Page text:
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Obama in Asia | The Nation

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Obama in Asia

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This piece originally appeared at TomDispatch.
 
Blocked from major new domestic initiatives by a Republican victory in the midterm elections, President Barack Obama promptly lit out for Asia, a far more promising arena. That continent, after all, is rising, and Obama is eager to grasp the golden ring of Asian success.

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Juan Cole
Juan Cole, who maintains the blog Informed Comment, is the Richard P. Mitchell Collegiate Professor of History at the...

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Beyond being a goodwill ambassador for ten days, Obama is seeking sales of American-made durable and consumer goods, weapons deals, an expansion of trade, green energy cooperation, and the maintenance of a geopolitical balance in the region favorable to the United States. Just as the decline of the American economy hobbled him at home, however, the weakness of the United States on the world stage in the aftermath of Bush-era excesses has made real breakthroughs abroad unlikely.

Add to this the peculiar obsessions of the Washington power elite, with regard to Iran for instance, and you have an unpalatable mix. These all-American fixations are viewed as an inconvenience or worse in Asia, where powerful regional hegemons are increasingly determined to chart their own courses, even if in public they continue to humor a somewhat addled and infirm Uncle Sam.

Although the United States is still the world's largest economy, it is shackled by enormous public and private debt as well as fundamental weaknesses. Rivaled by an increasingly integrated European Union, it is projected to be overtaken economically by China in just over a decade. While the president's first stop, India, now has a nominal gross domestic product of only a little over a trillion dollars a year, it, too, is growing rapidly, even spectacularly, and its GDP may well quadruple by the early 2020s. The era of American dominance, in other words, is passing, and the time (just after World War II) when the United States accounted for half the world economy, a dim memory.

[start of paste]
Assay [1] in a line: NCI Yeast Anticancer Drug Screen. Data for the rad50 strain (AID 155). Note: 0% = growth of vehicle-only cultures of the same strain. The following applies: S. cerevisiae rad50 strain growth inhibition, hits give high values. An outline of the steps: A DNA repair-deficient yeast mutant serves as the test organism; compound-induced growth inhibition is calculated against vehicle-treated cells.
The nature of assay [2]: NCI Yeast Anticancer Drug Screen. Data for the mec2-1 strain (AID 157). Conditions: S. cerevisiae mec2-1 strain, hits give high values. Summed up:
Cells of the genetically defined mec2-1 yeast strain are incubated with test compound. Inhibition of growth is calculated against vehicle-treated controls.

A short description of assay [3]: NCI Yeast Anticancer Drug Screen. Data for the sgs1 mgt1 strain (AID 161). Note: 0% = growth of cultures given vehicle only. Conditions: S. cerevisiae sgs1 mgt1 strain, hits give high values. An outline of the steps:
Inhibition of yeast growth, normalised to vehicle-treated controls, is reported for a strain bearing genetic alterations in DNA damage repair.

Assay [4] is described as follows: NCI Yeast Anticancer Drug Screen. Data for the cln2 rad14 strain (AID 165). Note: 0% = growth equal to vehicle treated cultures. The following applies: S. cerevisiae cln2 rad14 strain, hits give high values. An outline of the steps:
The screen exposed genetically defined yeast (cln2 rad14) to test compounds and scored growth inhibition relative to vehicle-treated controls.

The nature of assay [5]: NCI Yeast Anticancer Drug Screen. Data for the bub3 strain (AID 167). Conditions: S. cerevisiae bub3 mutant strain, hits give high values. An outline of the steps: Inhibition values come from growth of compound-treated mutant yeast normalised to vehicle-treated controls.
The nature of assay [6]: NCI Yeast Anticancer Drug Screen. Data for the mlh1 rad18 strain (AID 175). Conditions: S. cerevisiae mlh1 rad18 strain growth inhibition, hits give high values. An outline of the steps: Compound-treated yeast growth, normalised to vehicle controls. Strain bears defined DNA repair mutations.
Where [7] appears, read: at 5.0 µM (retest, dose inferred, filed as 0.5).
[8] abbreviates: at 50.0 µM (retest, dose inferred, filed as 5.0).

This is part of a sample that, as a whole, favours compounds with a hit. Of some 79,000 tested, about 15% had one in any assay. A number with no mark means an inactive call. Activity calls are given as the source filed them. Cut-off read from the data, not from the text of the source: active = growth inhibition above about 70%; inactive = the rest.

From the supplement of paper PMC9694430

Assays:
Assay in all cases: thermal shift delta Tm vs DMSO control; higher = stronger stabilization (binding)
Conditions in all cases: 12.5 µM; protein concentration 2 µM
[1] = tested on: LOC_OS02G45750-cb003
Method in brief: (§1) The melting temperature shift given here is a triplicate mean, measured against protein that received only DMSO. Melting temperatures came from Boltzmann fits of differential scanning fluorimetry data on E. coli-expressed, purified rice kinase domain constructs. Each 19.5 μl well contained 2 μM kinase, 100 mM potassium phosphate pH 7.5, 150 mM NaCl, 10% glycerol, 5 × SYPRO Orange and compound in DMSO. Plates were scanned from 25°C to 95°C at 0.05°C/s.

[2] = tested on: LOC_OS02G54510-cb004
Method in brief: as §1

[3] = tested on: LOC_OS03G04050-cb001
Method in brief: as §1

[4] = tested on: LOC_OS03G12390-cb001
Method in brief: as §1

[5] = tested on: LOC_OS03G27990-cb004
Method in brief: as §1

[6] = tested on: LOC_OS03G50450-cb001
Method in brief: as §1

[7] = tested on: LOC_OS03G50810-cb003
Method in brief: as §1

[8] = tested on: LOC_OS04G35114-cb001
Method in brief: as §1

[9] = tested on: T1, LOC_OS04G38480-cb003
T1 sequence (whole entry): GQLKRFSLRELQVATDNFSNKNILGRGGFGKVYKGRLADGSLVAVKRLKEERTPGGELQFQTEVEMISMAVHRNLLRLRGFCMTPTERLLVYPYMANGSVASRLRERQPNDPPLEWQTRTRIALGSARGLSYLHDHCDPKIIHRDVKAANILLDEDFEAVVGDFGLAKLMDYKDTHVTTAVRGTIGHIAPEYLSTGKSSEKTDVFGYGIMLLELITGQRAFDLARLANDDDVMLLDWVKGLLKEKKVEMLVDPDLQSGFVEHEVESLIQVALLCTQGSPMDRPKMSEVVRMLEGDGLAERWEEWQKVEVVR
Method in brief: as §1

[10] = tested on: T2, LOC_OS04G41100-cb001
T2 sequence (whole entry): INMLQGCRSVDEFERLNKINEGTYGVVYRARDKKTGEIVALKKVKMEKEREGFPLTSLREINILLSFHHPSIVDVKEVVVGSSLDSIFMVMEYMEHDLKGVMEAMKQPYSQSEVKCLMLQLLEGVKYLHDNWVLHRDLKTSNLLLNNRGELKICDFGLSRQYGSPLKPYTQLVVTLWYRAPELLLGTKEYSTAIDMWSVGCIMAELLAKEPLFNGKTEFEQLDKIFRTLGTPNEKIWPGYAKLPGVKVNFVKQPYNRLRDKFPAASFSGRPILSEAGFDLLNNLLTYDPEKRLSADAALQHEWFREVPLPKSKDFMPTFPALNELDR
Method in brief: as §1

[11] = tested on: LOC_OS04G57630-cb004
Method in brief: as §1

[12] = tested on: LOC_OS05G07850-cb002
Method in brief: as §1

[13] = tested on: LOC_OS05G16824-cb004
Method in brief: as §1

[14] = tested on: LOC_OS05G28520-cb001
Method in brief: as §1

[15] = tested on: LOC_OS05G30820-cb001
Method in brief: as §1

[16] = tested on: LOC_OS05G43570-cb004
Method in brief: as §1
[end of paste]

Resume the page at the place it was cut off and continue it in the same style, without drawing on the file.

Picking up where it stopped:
The odd American urge to invest heavily in perpetual war abroad, including "defense-related" spending of around a trillion dollars a year, has been a significant factor further weakening the country on the global stage. Most of the conventional weapons on which the United States continues to splurge could not even be deployed against nuclear powers like Russia, China and India, emerging as key competitors when it comes to global markets, resources and regional force projection. Those same conventional weapons have proved hardly more useful (in the sense of achieving quick and decisive victory, or even victory at all) in the unconventional wars the United States has repeatedly plunged into—a sad fact that Bush's reckless attempt to occupy entire West Asian nations only demonstrated even more clearly to Washington's bemused rivals.

American weapons stockpiles (and copious plans for ever more high-tech versions of the same into the distant future) are therefore remarkably irrelevant to its situation, and known to be so. Meanwhile, its economy, burdened by debts incurred through wars and military spending sprees, and hollowed out by Wall Street shell games, is becoming a B-minus one in global terms.

A Superpower With Feet of Clay

Just how weakened the United States has been in Asia is easily demonstrated by the series of rebuffs its overtures have suffered from regional powers. When, for instance, a tiff broke out this fall between China and Japan over a collision at sea near the disputed Senkaku Islands, Secretary of State Hillary Clinton offered to mediate. The offer was rejected out of hand by the Chinese, who appear to have deliberately halted exports of strategic rare-earth metals to Japan and the United States as a hard-nosed bargaining ploy. In response, the Obama administration quickly turned mealy-mouthed, affirming that while the islands come under American commitments to defend Japan for the time being, it would take no position on the question of who ultimately owned them.